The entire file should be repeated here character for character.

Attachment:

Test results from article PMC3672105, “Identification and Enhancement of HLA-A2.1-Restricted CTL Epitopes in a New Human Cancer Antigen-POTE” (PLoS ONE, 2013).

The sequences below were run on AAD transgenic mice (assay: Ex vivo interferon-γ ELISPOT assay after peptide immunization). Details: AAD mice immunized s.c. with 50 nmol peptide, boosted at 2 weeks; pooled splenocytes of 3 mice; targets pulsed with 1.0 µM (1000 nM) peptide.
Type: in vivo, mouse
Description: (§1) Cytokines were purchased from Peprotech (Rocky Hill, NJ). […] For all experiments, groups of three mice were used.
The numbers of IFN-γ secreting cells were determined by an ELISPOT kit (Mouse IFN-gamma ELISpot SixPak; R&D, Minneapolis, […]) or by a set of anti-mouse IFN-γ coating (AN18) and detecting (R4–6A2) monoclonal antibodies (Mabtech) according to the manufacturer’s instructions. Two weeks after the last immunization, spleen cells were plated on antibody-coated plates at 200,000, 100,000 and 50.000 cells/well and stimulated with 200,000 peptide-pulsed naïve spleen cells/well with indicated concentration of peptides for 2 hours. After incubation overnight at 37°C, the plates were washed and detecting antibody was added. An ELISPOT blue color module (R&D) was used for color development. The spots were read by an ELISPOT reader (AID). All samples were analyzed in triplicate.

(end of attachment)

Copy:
Test results from article PMC3672105, “Identification and Enhancement of HLA-A2.1-Restricted CTL Epitopes in a New Human Cancer Antigen-POTE” (PLoS ONE, 2013).

The sequences below were run on AAD transgenic mice (assay: Ex vivo interferon-γ ELISPOT assay after peptide immunization). Details: AAD mice immunized s.c. with 50 nmol peptide, boosted at 2 weeks; pooled splenocytes of 3 mice; targets pulsed with 1.0 µM (1000 nM) peptide.
Type: in vivo, mouse
Description: (§1) Cytokines were purchased from Peprotech (Rocky Hill, NJ). […] For all experiments, groups of three mice were used.
The numbers of IFN-γ secreting cells were determined by an ELISPOT kit (Mouse IFN-gamma ELISpot SixPak; R&D, Minneapolis, […]) or by a set of anti-mouse IFN-γ coating (AN18) and detecting (R4–6A2) monoclonal antibodies (Mabtech) according to the manufacturer’s instructions. Two weeks after the last immunization, spleen cells were plated on antibody-coated plates at 200,000, 100,000 and 50.000 cells/well and stimulated with 200,000 peptide-pulsed naïve spleen cells/well with indicated concentration of peptides for 2 hours. After incubation overnight at 37°C, the plates were washed and detecting antibody was added. An ELISPOT blue color module (R&D) was used for color development. The spots were read by an ELISPOT reader (AID). All samples were analyzed in triplicate.